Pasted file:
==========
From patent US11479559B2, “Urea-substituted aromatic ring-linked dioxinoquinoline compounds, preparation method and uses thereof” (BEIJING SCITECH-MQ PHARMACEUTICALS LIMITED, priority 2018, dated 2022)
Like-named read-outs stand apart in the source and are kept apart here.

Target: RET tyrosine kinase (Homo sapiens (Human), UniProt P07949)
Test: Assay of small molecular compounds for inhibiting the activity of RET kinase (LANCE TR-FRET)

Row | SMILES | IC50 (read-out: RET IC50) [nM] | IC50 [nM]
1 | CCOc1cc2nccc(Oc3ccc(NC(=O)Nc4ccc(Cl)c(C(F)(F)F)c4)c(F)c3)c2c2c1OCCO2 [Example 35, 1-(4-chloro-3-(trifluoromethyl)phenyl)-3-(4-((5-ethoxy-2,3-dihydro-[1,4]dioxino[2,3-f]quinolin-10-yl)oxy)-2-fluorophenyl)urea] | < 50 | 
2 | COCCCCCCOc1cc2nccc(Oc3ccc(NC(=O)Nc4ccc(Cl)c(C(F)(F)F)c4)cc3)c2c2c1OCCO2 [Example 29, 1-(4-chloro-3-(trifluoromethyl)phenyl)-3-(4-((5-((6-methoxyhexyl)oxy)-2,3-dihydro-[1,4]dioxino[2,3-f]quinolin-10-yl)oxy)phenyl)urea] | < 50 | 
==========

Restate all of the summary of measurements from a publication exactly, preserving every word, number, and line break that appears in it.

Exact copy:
From patent US11479559B2, “Urea-substituted aromatic ring-linked dioxinoquinoline compounds, preparation method and uses thereof” (BEIJING SCITECH-MQ PHARMACEUTICALS LIMITED, priority 2018, dated 2022)
Like-named read-outs stand apart in the source and are kept apart here.

Target: RET tyrosine kinase (Homo sapiens (Human), UniProt P07949)
Test: Assay of small molecular compounds for inhibiting the activity of RET kinase (LANCE TR-FRET)

Row | SMILES | IC50 (read-out: RET IC50) [nM] | IC50 [nM]
1 | CCOc1cc2nccc(Oc3ccc(NC(=O)Nc4ccc(Cl)c(C(F)(F)F)c4)c(F)c3)c2c2c1OCCO2 [Example 35, 1-(4-chloro-3-(trifluoromethyl)phenyl)-3-(4-((5-ethoxy-2,3-dihydro-[1,4]dioxino[2,3-f]quinolin-10-yl)oxy)-2-fluorophenyl)urea] | < 50 | 
2 | COCCCCCCOc1cc2nccc(Oc3ccc(NC(=O)Nc4ccc(Cl)c(C(F)(F)F)c4)cc3)c2c2c1OCCO2 [Example 29, 1-(4-chloro-3-(trifluoromethyl)phenyl)-3-(4-((5-((6-methoxyhexyl)oxy)-2,3-dihydro-[1,4]dioxino[2,3-f]quinolin-10-yl)oxy)phenyl)urea] | < 50 | 